Many people believe that there is compelling evidence Jestyn's son, Robin Thomson, is the biological son of the Somerton Man. This is based on shared genetic characteristics such as the shape of their ears, hypodontia, and their high calf muscles.
Shown here, one of Robin's ears, one of the Somerton Man's, and a 'normal' ear with the Cymba, Cavum, and Crus Helicis labelled.The hollow of the ear is called the "concha." The concha has a ridge that runs along it called the Crus Helicis. This ridge divides the concha into two halves. The top hollow above the ridge is called the "cymba" and the bottom hollow is the "cavum," as indicated by arrows. In "normal" ears, the cymba is smaller than the cavum
The middle photo is the Somerton man's ear. Notice his ear is inverted. The ridge is much lower down, and it is his cavum that is smaller than his cymba. So it is reversed, compared to a normal ear. Less than 1% of the population have this feature. On the far left, is a photo of the ear of Jestyn's son "R" who was born in 1947 (a year before the Somerton man died).
Robin had a sufficiently high-profile job that his photo appears in many newspapers. So it was a matter of trawling through back issues of papers to find a good shot of his ear, and hoping the newspaper kept the high resolution original. In 2010, Derek Abbott and his team struck lucky and and found an earshot with sufficient resolution that they could compare it to the Somertonman's (see above).
That like the Somerton man, his Crus Helicis ridge is further down, making his cymba bigger than his cavum. So what does this all mean? Well there is a less than a 1% chance of having this rare ear feature. So the probability of picking two unconnected people at random from a population both possessing this ear feature will be quite small. This is called the "null hypothesis" that they are unconnected. So given that the null hypothesis has a low probability, it would lead us to suspect there may well be a connection between Robin and the Somerton man, and that the chances of it being a random coincidence are relatively small.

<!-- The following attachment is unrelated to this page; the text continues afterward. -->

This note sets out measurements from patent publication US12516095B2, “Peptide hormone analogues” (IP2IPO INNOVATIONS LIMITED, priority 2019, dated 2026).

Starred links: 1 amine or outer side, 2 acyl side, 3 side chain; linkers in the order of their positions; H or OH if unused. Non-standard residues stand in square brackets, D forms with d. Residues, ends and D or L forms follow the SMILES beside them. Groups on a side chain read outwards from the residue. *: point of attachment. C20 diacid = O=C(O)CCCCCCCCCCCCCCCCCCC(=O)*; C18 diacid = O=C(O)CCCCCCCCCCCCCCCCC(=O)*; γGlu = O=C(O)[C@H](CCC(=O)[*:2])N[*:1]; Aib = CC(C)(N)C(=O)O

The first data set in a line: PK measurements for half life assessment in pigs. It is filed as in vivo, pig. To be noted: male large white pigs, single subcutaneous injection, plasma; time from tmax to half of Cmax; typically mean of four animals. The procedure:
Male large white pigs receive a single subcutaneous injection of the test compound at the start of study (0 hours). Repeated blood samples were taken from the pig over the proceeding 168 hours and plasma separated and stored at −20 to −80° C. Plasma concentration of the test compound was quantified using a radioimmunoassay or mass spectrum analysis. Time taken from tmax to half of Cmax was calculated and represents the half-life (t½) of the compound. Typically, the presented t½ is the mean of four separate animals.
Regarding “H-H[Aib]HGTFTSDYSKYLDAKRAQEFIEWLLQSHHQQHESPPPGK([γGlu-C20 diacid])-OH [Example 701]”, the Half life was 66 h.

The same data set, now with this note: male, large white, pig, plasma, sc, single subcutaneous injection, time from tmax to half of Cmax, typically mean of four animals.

Notice three other genetic similarities in the ear's of the Somerton man and Jestyn's son, they both have attached rather than hanging earlobes, they both have slight peaks on the outer ridge (helix) of the upper ear, and they both have an unpronounced tragus and antitragus.
Whilst each individual feature alone could be written off as random chance all of these in combination makes for compelling evidence.
My understanding of genetics is fairly basic, and goes no further than Mendel and his peas. Personally I don't see it, but am willing to bow to the expertise of those who do. I would question which of these traits are dominant, a child is after all the product of two people, and which are recessive. How much do we know of Jestyn's side of the family?
That 'Certain Adelaide University Personality' Derek Abbott has floated the idea that the Somerton Man was in fact related to American President Thomas Jefferson. This seems pretty far fetched to me. Thomas Jefferson's family tree is well documented and if there were any missing relatives I'm sure we would all know about it.
Geneticists tell us that every single person on earth is at the very most, 50th Cousins with every other person on the earth. Well we have to be. If there are 7 billion people on the planet, every person has 2 biological parents, 4 biological grandparents, 8 biological great-grandparents and so on... it doubles with every generation. Well, if you follow your family tree back to the time of the Romans, 64 generations ago, that tree would need 1,000,000,000,000,000,000 individuals! This is a number larger than the number of humans that have ever existed. As Bill Bryson once said, "You couldn't be here without a little incest - actually quite a lot of incest", it is there for quite possible (in fact probable) that the Somerton man was in some way related to Thomas Jefferson. If you are in a relationship with someone from your own countryand who is of the same ethnicity there is a 1 in 5 chance you share a common ancestor less than 10 generations ago.